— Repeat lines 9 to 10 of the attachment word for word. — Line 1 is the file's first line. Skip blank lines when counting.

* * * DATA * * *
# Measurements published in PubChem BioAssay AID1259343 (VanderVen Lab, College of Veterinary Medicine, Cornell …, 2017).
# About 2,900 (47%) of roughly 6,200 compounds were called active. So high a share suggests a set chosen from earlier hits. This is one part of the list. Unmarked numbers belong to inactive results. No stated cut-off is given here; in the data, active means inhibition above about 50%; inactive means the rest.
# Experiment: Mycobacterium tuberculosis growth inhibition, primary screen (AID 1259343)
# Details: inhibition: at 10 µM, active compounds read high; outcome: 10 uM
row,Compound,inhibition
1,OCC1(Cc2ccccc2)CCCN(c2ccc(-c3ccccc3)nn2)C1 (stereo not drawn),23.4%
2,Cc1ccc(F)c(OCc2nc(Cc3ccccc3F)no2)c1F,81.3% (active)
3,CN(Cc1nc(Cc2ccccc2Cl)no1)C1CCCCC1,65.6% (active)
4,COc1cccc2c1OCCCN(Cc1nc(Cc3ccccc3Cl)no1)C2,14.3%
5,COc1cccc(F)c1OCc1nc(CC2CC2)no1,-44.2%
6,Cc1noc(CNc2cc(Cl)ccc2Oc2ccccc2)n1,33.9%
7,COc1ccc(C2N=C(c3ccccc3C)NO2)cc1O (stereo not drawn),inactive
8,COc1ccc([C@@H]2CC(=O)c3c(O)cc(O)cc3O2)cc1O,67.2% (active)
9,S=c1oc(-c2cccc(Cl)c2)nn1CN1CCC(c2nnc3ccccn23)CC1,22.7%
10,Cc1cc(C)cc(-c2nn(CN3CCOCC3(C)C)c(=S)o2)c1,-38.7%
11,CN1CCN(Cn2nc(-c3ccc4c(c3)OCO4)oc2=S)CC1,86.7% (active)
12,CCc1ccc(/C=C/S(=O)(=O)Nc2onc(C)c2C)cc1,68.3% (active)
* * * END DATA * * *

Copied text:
4,COc1cccc2c1OCCCN(Cc1nc(Cc3ccccc3Cl)no1)C2,14.3%
5,COc1cccc(F)c1OCc1nc(CC2CC2)no1,-44.2%